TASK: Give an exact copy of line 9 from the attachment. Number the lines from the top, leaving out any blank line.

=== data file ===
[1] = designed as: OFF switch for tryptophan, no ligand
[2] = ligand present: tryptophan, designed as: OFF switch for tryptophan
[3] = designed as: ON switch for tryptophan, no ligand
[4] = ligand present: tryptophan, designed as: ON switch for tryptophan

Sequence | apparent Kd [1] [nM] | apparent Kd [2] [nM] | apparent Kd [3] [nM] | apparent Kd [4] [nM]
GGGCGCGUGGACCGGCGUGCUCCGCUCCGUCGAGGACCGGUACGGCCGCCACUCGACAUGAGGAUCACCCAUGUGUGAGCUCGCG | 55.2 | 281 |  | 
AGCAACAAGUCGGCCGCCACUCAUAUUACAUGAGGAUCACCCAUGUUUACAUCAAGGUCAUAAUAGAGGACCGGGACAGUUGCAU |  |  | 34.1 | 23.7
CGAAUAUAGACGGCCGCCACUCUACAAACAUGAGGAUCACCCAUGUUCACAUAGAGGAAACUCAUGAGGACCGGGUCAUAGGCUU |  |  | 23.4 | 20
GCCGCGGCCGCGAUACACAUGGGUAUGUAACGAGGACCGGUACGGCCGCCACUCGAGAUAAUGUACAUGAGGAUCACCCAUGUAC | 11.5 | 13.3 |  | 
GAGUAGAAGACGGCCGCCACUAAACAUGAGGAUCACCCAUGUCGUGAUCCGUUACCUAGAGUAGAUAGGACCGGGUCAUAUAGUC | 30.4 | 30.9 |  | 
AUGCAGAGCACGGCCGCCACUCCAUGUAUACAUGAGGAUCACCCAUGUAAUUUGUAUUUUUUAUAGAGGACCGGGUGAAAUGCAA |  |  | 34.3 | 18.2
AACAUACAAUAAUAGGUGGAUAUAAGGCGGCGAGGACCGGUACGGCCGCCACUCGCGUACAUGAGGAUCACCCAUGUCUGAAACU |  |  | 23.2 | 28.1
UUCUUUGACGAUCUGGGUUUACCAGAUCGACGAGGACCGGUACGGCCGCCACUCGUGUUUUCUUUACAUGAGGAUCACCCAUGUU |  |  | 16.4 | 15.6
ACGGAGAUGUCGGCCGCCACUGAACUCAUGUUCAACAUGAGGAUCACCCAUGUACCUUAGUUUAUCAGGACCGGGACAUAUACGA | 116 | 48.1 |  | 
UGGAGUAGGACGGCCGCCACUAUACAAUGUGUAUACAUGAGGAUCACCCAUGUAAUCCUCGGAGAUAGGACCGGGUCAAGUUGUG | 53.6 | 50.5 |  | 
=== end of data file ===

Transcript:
GCCGCGGCCGCGAUACACAUGGGUAUGUAACGAGGACCGGUACGGCCGCCACUCGAGAUAAUGUACAUGAGGAUCACCCAUGUAC | 11.5 | 13.3 |  | 